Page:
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Your Novel’s Missing Ingredient? It Could Be You

I know BB King when I hear him. I may not have heard the song before, but a few bittersweet notes from his Gibson guitar is all it takes to make a positive identification. His sound is unique, an expression of his singular personality. Like a song, a novel is many things. It’s a collection of characters and storylines, dialog and descriptions. But a book is also an expression of the author. When I write a book, I want people to know I wrote it. I want my finished product to be an extension of my personality. Something nobody else could’ve written. BB King sounds like BB King. And I want to sound like me. GIVEAWAY: Warren is excited to give away a free copy of his novel to a random commenter. Comment within two weeks; winners must live in Canada/US to receive the book by mail. You can win a blog contest even if you’ve won before. (Flute71 won.)

I know BB King when I hear him. I may not have heard the song before, but a few bittersweet notes from his Gibson guitar is all it takes to make a positive identification. His sound is unique, an expression of his singular personality. Like a song, a novel is many things. It’s a collection of characters and storylines, dialog and descriptions. But it’s also an expression of the author. When I write a book, I want people to know I wrote it. I want my finished product to be an extension of my personality. Something nobody else could’ve written. BB King sounds like BB King. And I want to sound like me.

GIVEAWAY: Warren is excited to give away a free copy of his novel to a random commenter. Comment within two weeks; winners must live in Canada/US to receive the book by mail. You can win a blog contest even if you’ve won before. (Flute71 won.)

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Guest column by Warren Hammond, author of the gritty, futuristic
KOP series. The next KOP title (KOP KILLER) comes out in June 2012.
By taking the best of classic crime noir and reinventing
it on a destitute colony world, Warren writes to create dark tales of
murder, corruption and redemption. warrenhammond.net.

Make no mistake, a novel is firstly about your characters. It’s their story. Your characters need to stay true to their own motivations and personalities. But you’re the one telling their story. You’re the one who needs to connect with your readers so you can bring them back again and again, book after book. Drizzle your pages with your sense of humor. Indulge your own interests and passions, not too much, but enough to allow your personality to shine through your words.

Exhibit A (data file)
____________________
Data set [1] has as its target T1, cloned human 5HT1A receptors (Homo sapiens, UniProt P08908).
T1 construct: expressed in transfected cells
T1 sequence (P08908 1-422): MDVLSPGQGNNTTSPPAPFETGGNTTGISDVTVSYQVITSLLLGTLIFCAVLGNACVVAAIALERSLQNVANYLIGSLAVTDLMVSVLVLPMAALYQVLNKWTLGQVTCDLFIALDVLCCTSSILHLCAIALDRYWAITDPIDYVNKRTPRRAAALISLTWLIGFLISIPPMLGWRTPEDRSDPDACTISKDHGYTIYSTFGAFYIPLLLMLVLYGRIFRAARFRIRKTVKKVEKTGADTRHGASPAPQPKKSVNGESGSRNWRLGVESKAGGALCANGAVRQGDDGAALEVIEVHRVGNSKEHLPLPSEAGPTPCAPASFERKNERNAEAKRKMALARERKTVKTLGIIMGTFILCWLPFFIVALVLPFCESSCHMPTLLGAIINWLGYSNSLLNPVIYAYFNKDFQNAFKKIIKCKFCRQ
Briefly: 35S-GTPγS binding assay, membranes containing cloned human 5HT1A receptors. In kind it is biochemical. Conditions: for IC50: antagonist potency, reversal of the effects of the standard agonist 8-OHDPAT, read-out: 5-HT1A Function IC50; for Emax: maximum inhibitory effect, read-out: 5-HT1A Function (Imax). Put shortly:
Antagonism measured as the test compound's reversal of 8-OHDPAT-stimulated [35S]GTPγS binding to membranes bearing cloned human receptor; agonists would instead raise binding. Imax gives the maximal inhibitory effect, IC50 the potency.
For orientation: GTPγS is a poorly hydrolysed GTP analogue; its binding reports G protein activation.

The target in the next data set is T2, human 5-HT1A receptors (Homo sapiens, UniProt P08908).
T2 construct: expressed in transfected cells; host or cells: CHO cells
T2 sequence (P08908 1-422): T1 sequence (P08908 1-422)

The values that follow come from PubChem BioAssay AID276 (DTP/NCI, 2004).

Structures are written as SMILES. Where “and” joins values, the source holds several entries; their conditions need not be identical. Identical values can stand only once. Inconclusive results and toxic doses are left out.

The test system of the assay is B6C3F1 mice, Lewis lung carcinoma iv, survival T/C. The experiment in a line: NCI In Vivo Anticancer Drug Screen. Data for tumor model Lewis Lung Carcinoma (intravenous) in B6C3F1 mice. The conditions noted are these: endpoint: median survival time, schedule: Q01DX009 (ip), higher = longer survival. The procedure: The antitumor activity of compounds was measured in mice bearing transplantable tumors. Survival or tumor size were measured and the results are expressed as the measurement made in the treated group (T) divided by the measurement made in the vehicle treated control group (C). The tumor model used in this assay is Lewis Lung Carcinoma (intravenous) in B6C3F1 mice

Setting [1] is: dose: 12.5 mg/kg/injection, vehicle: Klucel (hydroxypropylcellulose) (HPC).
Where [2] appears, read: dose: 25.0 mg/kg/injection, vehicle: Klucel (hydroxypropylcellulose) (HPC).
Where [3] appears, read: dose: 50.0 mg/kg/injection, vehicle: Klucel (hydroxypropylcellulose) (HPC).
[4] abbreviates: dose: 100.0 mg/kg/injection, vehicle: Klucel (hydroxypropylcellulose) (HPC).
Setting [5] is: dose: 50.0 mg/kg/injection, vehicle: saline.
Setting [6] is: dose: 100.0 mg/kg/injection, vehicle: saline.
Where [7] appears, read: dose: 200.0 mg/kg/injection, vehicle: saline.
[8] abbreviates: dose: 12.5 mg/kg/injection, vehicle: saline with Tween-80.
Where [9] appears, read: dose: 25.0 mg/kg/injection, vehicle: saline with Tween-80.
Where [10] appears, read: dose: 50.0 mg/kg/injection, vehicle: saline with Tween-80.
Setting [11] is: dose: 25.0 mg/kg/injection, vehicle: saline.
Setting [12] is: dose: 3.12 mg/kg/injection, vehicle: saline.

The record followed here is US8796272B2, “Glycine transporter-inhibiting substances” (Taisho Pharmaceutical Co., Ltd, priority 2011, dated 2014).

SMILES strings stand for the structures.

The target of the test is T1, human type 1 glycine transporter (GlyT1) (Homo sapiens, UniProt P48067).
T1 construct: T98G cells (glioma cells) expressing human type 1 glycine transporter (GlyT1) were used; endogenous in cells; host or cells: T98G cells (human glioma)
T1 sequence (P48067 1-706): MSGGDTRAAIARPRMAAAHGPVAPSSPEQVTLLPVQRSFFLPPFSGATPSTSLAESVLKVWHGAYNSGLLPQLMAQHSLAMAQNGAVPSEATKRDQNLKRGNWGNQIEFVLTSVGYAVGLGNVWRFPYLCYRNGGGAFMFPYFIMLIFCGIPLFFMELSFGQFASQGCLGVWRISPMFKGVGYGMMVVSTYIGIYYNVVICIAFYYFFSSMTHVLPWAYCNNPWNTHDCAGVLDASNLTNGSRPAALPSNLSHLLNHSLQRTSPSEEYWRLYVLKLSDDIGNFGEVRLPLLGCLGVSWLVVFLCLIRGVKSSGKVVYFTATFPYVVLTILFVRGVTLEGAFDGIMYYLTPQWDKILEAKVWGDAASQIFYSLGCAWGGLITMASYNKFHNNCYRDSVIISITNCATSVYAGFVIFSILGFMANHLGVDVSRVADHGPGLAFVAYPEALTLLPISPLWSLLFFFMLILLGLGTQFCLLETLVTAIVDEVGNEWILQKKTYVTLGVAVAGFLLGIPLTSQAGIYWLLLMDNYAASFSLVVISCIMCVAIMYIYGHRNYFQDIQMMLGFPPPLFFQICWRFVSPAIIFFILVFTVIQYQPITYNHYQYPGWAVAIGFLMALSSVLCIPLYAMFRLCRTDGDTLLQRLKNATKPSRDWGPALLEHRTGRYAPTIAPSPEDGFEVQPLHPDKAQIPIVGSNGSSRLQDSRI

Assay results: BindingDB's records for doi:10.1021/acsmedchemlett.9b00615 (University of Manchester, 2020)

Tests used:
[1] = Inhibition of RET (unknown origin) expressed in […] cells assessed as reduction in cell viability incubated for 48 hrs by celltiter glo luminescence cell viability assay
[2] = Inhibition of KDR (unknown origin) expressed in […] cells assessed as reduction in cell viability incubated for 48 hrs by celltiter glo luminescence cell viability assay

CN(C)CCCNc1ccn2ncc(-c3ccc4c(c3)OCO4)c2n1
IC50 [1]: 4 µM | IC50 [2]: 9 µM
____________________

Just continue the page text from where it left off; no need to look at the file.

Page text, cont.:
(What are the BEST writers' conferences to attend?)

Develop your style. Your voice. The book industry is a competitive field. So many voices compete for the attention of agents and editors that they sound like a droning cacophony. You want your voice to stand out like a gem amongst the uncut stones. It doesn’t have to be the perfect diamond. Rough edges will be forgiven as long as the voice is compelling.

Look at your favorite authors, and I’m sure you’ll find a strong narrative voice in their books. They speak through their dialog. They speak through their descriptions. They speak whenever they choose their protagonist’s next challenge. Read a great book, and you’ll find the author’s fingerprints on every page.

So how do you develop a voice? Start with writing what you love. Your voice won’t show through if you’re not in love with your characters and your story. I’m not a believer in writing for the market. Where’s the passion in chasing the hot genre of the day?

(Learn why "Keep Moving Forward" may be the best advice for writers everywhere.)

Write what you love, and you’ll naturally see bits of yourself spilling onto the page. Share your efforts with other writers who will give you an honest opinion. Hone your craft. Write a good book.

Write your book!

GIVEAWAY: Warren is excited to give away a free copy of his novel to a random commenter. Comment within two weeks; winners must live in Canada/US to receive the book by mail. You can win a blog contest even if you’ve won before. (Flute71 won.)

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Agent Donald Maass, who is also an author
himself, is one of the top instructors nationwide
on crafting quality fiction. His recent guide,
The Fire in Fiction, shows how to compose
a novel that will get agents/editors to keep reading.

Other writing/publishing articles & links for you:

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